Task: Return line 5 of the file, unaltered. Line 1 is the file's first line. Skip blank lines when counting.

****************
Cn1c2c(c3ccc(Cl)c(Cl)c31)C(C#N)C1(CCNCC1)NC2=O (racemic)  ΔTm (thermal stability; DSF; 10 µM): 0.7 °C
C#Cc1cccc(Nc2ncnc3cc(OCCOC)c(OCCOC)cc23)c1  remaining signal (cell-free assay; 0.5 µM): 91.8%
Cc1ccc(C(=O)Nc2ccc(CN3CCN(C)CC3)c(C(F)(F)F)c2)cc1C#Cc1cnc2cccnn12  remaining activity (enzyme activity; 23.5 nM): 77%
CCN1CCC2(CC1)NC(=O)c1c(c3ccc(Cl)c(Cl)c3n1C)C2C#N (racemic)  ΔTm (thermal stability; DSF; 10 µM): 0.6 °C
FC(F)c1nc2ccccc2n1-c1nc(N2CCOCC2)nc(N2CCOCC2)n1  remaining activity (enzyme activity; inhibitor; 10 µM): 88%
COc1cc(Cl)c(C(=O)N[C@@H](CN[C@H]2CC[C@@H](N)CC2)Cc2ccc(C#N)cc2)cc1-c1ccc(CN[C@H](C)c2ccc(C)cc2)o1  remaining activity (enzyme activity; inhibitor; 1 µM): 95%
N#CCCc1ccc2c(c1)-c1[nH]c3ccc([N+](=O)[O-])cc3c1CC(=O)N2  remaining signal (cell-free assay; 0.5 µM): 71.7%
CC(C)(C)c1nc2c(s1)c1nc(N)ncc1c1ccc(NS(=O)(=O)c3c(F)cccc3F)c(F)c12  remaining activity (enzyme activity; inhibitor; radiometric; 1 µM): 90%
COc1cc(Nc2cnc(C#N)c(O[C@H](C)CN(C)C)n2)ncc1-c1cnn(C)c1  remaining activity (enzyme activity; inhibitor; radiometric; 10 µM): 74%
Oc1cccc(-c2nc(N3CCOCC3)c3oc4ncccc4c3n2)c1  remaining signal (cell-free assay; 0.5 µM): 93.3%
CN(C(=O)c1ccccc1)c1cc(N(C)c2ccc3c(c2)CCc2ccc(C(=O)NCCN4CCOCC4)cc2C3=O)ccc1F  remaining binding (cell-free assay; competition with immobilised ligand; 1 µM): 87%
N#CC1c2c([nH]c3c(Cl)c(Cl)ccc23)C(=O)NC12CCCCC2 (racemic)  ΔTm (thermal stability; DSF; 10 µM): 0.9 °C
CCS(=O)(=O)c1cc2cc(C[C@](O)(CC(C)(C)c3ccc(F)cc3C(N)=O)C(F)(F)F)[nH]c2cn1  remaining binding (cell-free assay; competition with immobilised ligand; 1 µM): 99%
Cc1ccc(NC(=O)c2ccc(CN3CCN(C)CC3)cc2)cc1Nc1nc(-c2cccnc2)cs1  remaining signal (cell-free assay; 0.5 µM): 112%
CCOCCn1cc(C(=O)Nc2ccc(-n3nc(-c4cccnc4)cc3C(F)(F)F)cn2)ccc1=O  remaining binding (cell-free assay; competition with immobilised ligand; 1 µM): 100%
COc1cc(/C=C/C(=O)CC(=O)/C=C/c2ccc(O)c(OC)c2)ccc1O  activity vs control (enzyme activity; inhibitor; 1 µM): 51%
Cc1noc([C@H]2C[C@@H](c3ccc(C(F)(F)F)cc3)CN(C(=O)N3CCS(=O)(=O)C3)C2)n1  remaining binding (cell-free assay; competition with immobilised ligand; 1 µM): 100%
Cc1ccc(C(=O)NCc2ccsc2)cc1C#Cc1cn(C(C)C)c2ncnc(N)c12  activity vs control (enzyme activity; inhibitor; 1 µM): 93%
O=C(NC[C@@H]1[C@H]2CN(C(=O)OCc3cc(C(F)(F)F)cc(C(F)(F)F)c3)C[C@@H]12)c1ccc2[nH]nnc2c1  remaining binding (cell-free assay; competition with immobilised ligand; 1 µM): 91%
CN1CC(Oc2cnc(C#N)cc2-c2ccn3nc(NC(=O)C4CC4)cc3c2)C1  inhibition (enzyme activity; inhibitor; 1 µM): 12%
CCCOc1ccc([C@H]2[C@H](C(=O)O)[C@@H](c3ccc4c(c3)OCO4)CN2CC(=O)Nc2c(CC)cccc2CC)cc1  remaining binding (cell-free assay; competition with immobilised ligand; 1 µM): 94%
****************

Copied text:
FC(F)c1nc2ccccc2n1-c1nc(N2CCOCC2)nc(N2CCOCC2)n1  remaining activity (enzyme activity; inhibitor; 10 µM): 88%